[On wooden spoons:] "True enough, they burn easily and become cracked with age; but then, so do we all. It's nice to have a few things around that make no pretense of imperishability."
"The dish, however, should never be wet and sticky. The grains of rice should salute you individually, not simply glare back at you as a single glutinous mass."
"Knead well...it is good for your soul. There are few actions you will ever take that have more of the stuff of history in them. A woman with her sleeves rolled up and flour on her hands is one of the most gorgeous stabilities in the world. Don't let your family miss the sight."
"It should be noted that the rolling of a strudel calls for a certain amount of finesse. Violence, of course, is out; but so are faintheartedness and apologetic flipping. Quiet boldness is perhaps the attitude to strive for."
[On parenting and getting kids to eat well:] “Give them any goals you like—but don’t hold your breath. When all is said and done, their loves are in their hands, not ours; we went into this business only to go out of business. No matter how sad it makes you feel, everything here remains a game: We have yet to sit down to the really serious Supper of the Lamb. Say Amen, and let them go in peace.”
"May we all sit long enough for reserve to give way to ribaldry and for gallantry to grow upon us. May there be singing at our table before the night is done, and old, broad jokes to fling at the stars and tell them we are men. We are great, my friend; we shall not be saved for trampling that greatness under foot... Come then; leap upon these mountains, skip upon these hills and heights of earth. The road to Heaven does not run from the world but through it. The longest Session of all is no discontinuation of these sessions here, but a lifting of them all by priestly love. It is a place for men, not ghosts--for the risen gorgeousness of the New Earth and for the glorious earthiness of the True Jerusalem. Eat well then. Between our love and His Priesthood, He makes all things new. Or Last Home will be home indeed."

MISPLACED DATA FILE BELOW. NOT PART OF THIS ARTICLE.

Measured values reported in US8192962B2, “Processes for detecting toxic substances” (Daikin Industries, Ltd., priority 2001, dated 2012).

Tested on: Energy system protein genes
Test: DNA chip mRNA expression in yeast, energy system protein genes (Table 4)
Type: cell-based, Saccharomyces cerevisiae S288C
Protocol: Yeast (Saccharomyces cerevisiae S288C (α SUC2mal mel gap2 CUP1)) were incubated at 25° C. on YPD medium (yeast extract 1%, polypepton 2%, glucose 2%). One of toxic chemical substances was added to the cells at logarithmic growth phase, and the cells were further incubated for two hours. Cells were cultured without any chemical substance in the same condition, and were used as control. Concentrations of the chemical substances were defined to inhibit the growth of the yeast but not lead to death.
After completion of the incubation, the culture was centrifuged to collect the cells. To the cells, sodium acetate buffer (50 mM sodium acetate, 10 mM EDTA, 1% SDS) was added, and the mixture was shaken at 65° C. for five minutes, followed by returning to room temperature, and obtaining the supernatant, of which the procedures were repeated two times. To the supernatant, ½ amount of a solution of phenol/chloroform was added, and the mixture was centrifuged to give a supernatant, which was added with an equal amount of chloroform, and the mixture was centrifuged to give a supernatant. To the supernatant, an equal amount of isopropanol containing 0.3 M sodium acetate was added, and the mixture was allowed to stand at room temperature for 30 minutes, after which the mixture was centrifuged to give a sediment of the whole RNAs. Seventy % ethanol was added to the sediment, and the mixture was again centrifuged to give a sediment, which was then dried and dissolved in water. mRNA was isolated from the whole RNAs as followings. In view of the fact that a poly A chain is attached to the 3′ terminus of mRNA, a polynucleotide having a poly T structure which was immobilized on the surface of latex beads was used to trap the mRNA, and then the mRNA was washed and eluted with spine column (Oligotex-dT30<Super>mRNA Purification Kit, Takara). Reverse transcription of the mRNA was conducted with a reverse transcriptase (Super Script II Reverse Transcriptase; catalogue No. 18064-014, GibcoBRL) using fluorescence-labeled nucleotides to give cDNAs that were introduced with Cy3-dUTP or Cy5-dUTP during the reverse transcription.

"Homemade soup is no place for narrow dogmatism."
"Love is as strong as death. Man was made to lead with his chin, he is worth knowing only with his guard down, his head up, and his heart rampant on his sleeve. But second, last and most important, playing it safe is not Divine. We have come to the end. I tell you simply what I believe. Love is the widest, choicest door into the Passion."